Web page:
The perception of the night is still a largely negative one, with many still associating the night-time as significantly less safe. Whilst this can partly be attributed to evolution – darkness means visibility is poor and thus we’re exposed to predators – it’s mainly due to people’s perception of feeling unsafe at night.

Whether people are afraid of being mugged, robbed or attacked, or they simply feel an underlying threat from heavy drinkers and a lack of people in the street, the “night” has quite a bad rep.

But what about venues specifically? Are they a hub for criminal activity? Does the night-time economy directly contribute to society’s perceived fear of the night due to poor security measures?

Most venues employ door staff to act as gatekeepers both for those entering the club and leaving it. They challenge age, check for drugs and will often be the first port of call to break up a fight or assist in calling an ambulance should someone fall ill outside.  

The private security sector supplies door staff to venues across the UK. But security resource is reported to be low across the night-time industry. Once upon a time, one operator would provide security resource for a whole festival. Now, organisers are employing the services of several different security companies just to find enough qualified security staff to comply with regulations. And the problem only increases during busy periods such as over Christmas or the summer festival season.

NTIA is working with the SIA (Security Industry Authority) to identify key issues surrounding the licensing security shortage.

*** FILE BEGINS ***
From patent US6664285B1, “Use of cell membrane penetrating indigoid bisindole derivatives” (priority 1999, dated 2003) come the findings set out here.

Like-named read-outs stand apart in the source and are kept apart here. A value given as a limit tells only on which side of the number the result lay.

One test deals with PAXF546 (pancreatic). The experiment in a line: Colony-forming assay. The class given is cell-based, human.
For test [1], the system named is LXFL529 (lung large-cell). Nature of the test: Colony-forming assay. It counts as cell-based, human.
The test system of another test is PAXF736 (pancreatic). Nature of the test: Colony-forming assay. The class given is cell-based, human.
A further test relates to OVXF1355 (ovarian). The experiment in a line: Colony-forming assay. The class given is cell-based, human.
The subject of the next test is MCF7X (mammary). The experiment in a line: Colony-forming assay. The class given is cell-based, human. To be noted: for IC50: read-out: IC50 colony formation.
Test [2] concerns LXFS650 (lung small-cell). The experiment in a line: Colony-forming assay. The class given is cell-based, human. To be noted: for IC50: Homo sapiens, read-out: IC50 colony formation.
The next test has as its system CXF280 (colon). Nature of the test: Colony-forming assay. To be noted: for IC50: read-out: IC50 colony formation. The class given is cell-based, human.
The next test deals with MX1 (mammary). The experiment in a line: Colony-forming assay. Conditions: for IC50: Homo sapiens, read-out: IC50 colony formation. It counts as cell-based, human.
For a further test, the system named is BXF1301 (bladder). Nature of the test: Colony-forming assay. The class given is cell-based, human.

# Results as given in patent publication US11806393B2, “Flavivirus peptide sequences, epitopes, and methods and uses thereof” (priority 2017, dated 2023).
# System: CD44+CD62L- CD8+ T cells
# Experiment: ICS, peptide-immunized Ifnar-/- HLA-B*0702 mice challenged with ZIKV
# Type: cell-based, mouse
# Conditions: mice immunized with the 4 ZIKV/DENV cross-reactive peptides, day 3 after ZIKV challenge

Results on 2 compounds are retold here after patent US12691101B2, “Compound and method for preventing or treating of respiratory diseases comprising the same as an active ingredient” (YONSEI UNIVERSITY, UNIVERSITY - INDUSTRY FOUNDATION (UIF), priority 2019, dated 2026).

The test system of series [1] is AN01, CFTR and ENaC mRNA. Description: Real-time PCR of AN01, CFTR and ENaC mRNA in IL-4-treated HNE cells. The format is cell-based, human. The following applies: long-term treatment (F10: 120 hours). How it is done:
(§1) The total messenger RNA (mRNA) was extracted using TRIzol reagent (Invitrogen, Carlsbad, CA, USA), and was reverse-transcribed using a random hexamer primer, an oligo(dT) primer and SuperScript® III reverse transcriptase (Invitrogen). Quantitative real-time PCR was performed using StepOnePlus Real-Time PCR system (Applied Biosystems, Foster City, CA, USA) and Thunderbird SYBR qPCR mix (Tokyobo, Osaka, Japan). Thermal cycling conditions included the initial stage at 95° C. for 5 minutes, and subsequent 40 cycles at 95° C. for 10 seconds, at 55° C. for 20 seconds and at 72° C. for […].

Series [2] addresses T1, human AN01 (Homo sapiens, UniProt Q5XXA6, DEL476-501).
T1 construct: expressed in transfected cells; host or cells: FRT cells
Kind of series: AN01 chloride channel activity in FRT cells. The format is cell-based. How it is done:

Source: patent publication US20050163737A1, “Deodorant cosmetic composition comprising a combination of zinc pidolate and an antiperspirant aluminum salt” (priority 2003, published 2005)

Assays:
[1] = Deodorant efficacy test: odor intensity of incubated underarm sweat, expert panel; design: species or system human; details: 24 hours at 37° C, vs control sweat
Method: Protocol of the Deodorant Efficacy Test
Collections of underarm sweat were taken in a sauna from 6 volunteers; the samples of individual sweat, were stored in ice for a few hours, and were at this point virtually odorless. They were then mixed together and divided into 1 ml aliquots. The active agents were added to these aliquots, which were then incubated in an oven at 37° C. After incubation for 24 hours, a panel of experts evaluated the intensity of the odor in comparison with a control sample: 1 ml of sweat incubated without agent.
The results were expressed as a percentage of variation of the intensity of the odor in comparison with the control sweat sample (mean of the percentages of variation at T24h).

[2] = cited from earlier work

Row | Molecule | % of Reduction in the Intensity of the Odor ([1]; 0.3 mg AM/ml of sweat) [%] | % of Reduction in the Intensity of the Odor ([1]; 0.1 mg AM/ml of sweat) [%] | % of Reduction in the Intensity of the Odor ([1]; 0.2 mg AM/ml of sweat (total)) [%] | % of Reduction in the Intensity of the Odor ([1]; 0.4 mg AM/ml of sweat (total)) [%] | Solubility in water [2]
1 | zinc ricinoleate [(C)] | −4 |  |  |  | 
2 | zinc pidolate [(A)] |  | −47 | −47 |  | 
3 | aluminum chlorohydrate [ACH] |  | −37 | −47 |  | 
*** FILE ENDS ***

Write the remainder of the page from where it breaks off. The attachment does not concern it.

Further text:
So far, research has shown just 42% of people who applied for a Door Supervision license went on to work within the night-time industry. There are several potential reasons for this:

  • Having a more comprehensive Door Supervision license costs the same as a Security Guarding license. The lack of price differentiation and tiered system means there’s no differentiation between the roles, their risk and their purpose.
  • The risks are significantly higher for those working in the night-time industry, due to the nature of the industry and its potential clientele
  • Hours and working patterns are far more irregular for those working in night-time venues when compared to working in shops or offices
  • The night-time industry generally offers part-time work on a flexible basis, which is unfavourable when compared to working as a security guard for a shopping centre (for example)
  • The rate of pay is generally no higher for door staff at night-time venues

Addressing some of these key issues could be a route to encouraging more people to apply for a Door Supervision license, thus increasing the number of people working in the night-time security industry.

Night-time security and the ACS

Security companies are also facing ongoing problems regarding regulation. The Approved Contractor Scheme (ACS) is part of the SIA. The scheme tries to raise and maintain a level of high industry standards, enabling organisers to advertise themselves as being an Approved Contractor.

Achieving ACS accreditation is voluntary, leaving many organisations hesitant to apply. Non-ACS accredited organisations can employ staff on a self-employed, freelance basis without concerning themselves with PAYE and pensions, which is more favourable for some. Plus, the cost of ACS accreditation could be a deciding factor – particularly as the scheme is voluntary.

The NTIA is working on a whitepaper that will bring the industry up to date on these security issues. By adding value to door security licensing and ensuring it continues to be regulated by the SIA, the safety of the night-time industry will increase.

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